[Reverse] WPI CTF 2022 - PokemonRematch


Solves: ??

Points: ???

Beat the game.

1 flag for beating the game, 2 flags if S.S.Anne doesn’t deport from the dock.




  • Decrypt the rom by reversing the emulator
  • Use Cheat search to find exit map connections address
  • Change the warp location constant to hall of fame room (0x76)


The challenge offered two emulators for two operating systems (linux and macos) and a ROM.

$ file pokered.gb
pokered.gb: data

$ file emulator_linux
emulator_linux: ELF 64-bit LSB executable, x86-64, version 1 (GNU/Linux), dynamically linked, interpreter /lib64/ld-linux-x86-64.so.2, for GNU/Linux 3.2.0, not stripped

From the file command, we can actually see that the ROM is weird since it doesn’t detect it as a real GB ROM.

For example, a real GBA ROM would output something like this:

file real.gba   
real.gda: Game Boy ROM image: "POKEMON RED" (Rev.00) [SGB] [MBC3+RAM+BATT], ROM: 8Mbit, RAM: 256Kbit

From this, we can assume the ROM must be encrypted and the emulator must be decrypting it before loading it.

There is a high chance that the author of the challenge didn’t implement an emulator from scratch, so this is probably a modified emulator from an open source project.

From the file command file emulator_linux we can see the symbols weren’t stripped, so we can easily identify the functions by their real names.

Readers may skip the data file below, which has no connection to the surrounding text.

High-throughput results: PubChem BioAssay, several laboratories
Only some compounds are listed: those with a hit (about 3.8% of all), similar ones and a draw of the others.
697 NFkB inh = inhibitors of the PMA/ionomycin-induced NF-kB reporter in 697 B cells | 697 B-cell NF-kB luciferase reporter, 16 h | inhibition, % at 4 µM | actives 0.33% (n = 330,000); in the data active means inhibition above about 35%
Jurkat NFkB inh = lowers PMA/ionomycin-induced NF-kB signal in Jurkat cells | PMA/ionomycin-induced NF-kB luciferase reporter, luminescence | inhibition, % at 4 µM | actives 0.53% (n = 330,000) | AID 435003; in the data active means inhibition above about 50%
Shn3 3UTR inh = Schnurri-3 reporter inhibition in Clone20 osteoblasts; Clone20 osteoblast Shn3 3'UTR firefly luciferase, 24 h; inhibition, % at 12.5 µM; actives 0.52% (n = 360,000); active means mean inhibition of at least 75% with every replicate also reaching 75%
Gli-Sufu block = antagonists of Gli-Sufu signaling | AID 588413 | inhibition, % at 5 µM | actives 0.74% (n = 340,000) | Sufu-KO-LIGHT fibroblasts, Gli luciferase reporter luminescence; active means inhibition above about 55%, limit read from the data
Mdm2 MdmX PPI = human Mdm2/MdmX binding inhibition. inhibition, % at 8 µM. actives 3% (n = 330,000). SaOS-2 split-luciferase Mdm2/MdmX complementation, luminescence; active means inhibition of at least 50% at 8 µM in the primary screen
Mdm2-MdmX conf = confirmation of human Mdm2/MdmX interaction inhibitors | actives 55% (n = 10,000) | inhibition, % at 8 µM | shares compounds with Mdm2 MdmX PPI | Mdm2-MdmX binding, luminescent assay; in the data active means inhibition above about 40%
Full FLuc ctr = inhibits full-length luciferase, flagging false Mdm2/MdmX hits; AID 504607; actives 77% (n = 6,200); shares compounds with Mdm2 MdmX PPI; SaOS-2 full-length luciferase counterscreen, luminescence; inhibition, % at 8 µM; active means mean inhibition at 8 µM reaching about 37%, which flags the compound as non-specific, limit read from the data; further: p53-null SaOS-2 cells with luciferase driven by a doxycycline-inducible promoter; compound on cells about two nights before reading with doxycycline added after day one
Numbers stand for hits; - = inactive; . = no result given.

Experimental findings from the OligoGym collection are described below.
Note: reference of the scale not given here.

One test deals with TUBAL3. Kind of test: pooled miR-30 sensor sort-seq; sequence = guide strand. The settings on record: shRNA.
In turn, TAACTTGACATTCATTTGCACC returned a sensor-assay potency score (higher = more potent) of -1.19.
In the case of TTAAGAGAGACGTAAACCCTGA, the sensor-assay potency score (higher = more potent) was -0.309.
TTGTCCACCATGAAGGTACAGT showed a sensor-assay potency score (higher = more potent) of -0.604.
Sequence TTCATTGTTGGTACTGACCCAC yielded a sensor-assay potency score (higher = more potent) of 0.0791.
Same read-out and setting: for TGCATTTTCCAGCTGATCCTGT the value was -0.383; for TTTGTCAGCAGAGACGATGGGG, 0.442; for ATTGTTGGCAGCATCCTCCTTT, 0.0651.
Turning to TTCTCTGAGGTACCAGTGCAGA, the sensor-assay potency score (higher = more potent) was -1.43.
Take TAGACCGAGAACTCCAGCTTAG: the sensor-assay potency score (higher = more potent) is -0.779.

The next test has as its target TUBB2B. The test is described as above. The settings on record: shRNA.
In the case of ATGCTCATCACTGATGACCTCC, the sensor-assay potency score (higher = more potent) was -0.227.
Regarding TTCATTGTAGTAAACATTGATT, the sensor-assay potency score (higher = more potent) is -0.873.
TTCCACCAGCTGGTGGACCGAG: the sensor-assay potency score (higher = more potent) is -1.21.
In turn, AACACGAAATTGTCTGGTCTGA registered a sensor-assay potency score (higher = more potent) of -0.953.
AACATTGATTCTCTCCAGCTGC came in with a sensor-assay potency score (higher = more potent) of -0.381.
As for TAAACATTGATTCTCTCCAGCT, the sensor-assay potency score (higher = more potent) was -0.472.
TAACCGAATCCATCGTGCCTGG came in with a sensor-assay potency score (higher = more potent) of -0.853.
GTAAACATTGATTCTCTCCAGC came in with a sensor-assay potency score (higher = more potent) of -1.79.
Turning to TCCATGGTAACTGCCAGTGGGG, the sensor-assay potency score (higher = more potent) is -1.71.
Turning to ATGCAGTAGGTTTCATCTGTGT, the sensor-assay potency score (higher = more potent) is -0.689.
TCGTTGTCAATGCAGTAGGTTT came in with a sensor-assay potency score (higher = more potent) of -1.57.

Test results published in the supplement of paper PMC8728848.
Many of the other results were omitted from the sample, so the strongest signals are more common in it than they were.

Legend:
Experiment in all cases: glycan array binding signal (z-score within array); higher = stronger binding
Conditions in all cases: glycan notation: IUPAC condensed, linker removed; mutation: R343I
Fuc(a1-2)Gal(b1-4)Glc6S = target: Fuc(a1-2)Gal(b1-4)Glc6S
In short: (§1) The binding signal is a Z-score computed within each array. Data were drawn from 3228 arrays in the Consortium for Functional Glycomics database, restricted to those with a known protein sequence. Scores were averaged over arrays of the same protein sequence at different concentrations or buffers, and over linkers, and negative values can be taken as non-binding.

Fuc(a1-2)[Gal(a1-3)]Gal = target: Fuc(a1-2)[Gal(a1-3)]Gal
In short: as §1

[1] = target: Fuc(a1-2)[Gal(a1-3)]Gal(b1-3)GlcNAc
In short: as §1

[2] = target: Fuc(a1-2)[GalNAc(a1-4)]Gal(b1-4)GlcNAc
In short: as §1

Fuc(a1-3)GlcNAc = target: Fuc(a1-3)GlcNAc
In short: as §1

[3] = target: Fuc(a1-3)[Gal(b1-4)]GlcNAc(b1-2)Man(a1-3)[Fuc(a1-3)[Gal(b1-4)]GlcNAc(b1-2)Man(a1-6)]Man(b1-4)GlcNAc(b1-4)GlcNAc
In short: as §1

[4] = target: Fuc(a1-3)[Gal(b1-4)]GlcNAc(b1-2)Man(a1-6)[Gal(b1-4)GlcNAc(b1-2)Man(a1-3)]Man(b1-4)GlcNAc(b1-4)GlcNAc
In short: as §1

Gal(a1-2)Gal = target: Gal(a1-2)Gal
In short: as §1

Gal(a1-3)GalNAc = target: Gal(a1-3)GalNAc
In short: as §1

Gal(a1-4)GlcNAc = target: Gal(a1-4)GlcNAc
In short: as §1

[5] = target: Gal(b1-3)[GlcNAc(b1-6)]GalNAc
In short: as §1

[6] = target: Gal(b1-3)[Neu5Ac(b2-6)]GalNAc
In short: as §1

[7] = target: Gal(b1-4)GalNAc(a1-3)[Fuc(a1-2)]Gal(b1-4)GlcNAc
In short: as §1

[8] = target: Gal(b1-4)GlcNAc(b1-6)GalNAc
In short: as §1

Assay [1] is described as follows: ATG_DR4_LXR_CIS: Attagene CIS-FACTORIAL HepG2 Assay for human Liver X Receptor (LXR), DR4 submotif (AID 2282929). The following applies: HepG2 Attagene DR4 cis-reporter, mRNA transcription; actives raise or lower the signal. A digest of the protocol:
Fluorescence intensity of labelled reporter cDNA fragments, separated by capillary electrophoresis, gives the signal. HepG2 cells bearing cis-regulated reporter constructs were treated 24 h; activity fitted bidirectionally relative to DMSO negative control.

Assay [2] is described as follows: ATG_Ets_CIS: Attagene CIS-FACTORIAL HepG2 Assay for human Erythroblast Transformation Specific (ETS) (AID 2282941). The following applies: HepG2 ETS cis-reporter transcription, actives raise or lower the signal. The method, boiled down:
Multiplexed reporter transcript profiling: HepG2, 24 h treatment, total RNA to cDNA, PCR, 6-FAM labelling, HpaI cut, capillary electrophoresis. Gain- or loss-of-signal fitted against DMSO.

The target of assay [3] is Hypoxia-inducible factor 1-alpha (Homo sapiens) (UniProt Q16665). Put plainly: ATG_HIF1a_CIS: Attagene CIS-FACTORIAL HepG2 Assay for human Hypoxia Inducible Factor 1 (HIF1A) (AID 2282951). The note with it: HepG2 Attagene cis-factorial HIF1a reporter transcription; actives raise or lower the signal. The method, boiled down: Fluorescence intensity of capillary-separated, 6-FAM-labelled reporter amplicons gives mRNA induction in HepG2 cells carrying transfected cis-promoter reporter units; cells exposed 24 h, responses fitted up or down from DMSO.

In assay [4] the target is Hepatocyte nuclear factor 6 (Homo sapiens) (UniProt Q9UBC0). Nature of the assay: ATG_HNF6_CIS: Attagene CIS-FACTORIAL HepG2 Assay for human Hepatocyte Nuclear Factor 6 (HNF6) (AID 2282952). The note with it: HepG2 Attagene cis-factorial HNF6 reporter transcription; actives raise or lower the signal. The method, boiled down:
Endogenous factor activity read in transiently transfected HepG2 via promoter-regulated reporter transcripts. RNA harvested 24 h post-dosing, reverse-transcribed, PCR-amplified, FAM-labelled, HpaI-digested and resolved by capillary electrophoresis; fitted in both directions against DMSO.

If we search for load, we can see the namespace is FunkyBoy:

FunkyBoy is an open source project, and we can take a look at the source code in github.

From the challenge description and in the begining when we start a new game professor Oak will tell us that he will give us two flags, one if we beat the game and another one if we beat the game without the boat S.S.Anne departing.

We could play the ROM and beat the game, but unfortunately it seems to be pretty hard to do so since the game seems to have been modified to be harder to beat (Brock has 22 level Pokemon).

Dumping the ROM

I used two methods to dump the ROM, GDB and Frida.


We can use the command dump memory but first we need to find a place to breakpoint and dump the ROM.

By looking at the original code of the emulator, we can see the rom is being loaded at the function Memory::loadROM.

First it reads the header here and much later it reads the rest here.

As we can see here, the ROM raw_bytes are eventually saved in a class variable rom.